Home News NYC public schools hold remote learning ‘simulation’ after snow day tech issues

NYC public schools hold remote learning ‘simulation’ after snow day tech issues

New York City public schools held a remote learning “simulation” Thursday after a snow day fiasco shut children out of their online classrooms this year, but not all families were able — or willing — to participate.

In February, the system buckled under the stress of all students and teachers logging on at once, which education officials hoped to simulate with the exercise. But the test, which was optional, was scheduled for a school holiday, leading some students to participate begrudgingly or to continue with their day-off plans.

Lupe Hernandez said she tried logging on with her son, Nico, who has a disability requiring he use assistive technology. But his school, P.S. 234 The Independence School in Manhattan, did not send the device home with him, and his fifth-grade Google Classroom did not appear online.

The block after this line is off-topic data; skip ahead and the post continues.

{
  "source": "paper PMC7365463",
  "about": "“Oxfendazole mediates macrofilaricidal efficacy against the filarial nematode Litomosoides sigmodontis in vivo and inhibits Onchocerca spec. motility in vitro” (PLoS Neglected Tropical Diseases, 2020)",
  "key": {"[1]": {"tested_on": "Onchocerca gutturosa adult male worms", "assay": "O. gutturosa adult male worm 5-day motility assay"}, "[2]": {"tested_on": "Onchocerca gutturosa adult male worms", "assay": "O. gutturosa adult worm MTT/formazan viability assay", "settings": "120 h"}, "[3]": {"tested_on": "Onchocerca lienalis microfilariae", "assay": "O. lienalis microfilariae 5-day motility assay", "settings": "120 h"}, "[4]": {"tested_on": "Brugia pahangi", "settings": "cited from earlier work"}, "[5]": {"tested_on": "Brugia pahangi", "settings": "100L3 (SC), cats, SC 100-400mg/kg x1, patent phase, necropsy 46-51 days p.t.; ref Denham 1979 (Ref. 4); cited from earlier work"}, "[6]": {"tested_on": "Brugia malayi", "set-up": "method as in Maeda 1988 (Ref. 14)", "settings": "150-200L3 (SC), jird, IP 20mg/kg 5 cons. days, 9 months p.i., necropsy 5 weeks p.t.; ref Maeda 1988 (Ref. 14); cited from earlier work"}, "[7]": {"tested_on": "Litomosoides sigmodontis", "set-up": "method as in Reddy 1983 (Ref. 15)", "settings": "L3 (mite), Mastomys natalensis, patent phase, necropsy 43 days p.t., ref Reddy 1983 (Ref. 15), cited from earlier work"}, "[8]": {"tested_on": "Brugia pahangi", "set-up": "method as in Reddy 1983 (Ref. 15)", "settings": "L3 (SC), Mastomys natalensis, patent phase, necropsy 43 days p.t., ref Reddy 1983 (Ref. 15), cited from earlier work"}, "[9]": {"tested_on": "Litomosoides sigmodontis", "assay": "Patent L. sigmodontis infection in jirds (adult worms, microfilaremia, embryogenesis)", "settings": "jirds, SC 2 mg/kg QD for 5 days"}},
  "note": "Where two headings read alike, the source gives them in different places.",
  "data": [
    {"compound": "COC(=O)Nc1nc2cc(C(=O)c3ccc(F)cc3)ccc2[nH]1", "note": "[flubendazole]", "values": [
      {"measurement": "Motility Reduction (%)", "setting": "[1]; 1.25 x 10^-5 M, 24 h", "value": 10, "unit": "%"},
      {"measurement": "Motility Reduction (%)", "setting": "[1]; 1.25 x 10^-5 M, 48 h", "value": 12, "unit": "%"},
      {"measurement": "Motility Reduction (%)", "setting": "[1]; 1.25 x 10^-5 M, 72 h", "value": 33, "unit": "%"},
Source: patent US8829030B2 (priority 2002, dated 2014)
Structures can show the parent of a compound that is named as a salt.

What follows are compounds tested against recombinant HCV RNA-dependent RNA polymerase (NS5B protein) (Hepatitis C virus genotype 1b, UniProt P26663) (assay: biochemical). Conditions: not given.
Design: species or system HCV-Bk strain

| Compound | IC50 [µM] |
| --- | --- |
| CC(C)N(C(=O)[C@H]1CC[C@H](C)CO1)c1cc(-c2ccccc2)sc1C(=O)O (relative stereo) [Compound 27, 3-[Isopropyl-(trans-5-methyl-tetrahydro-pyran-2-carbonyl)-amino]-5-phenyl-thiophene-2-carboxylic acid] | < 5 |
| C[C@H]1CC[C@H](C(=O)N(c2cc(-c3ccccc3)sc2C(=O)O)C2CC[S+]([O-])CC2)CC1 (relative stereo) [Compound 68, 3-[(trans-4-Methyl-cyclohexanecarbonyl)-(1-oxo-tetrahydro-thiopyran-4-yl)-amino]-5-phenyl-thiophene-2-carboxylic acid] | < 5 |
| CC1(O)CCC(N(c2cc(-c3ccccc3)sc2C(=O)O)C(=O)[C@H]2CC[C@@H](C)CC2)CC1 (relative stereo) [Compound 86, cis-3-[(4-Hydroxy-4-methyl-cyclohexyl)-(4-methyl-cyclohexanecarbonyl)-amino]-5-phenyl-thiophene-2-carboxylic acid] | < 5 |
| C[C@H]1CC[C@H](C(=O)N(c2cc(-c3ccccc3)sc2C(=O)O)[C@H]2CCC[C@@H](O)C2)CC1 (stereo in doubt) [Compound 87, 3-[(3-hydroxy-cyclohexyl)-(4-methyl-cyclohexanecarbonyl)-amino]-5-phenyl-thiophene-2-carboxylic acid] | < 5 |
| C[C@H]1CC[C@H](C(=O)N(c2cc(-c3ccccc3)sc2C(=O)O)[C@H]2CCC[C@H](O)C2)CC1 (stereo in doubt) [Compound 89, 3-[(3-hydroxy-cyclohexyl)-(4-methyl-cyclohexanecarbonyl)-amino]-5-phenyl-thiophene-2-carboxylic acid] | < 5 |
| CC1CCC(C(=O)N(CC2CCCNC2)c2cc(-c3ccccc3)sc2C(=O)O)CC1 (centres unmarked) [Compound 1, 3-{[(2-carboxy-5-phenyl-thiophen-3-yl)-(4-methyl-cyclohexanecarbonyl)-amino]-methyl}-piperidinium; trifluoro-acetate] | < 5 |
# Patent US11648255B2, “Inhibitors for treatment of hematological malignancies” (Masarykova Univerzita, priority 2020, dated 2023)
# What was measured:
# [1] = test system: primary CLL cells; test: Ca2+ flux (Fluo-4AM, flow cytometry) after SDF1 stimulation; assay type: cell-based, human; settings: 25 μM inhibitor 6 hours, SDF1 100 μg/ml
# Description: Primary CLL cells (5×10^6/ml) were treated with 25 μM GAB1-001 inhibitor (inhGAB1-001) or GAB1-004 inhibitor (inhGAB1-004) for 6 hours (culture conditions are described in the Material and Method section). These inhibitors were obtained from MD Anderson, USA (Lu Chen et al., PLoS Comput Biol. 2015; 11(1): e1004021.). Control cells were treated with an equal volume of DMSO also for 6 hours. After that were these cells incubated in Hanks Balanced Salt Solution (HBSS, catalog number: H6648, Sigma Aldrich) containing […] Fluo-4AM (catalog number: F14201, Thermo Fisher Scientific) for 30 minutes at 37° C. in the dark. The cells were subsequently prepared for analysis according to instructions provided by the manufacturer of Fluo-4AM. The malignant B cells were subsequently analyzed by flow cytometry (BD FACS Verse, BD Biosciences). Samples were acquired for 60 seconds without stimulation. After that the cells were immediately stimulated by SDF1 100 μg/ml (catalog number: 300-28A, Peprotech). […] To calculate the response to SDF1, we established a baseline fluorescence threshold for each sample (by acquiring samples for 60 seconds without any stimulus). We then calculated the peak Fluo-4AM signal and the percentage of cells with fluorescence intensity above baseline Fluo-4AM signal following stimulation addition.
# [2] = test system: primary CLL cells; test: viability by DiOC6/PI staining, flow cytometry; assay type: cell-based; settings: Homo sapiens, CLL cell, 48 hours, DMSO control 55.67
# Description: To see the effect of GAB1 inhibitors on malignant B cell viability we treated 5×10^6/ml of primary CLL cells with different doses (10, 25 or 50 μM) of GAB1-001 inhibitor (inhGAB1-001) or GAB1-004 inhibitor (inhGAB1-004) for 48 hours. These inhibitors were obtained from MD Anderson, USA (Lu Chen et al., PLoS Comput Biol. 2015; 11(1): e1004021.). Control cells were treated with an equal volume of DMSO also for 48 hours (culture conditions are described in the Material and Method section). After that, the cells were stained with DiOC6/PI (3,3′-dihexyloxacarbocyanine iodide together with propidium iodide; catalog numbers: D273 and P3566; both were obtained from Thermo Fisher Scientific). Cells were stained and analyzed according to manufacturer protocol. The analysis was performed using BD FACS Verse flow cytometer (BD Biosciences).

“It’s one thing if we don’t know, but this was planned,” Hernandez said. “So to me, that’s a fail.”

Karen, whose two kids attend elementary school in Brooklyn’s District 20, said she did not know any families who participated in the simulation and questioned its effectiveness. Previous tests did not involve all individuals using an authentication system at the same time through the tech company IBM, which led to the crash.

“If you’re making it voluntary, and you’re making it on a day off, then you’re not going to get an accurate picture of what it’s going to look like,” she said. “My personal opinion is that’s not very wise.”

“You tell a 10 year old they don’t have to do something — they’re not going to do it.”

The Department of Education would not say how many students joined the online exercise, though they had that information in real time during the snow day. Press secretary Nathaniel Styer in a statement said the public schools were grateful to families who participated.

“We look forward to incorporating the findings from this simulation following a thorough review,” he said, “which is occurring concurrently with ongoing load testing by DIIT (Division of Instructional and Information Technology) and IBM, into our emergency remote preparations.”


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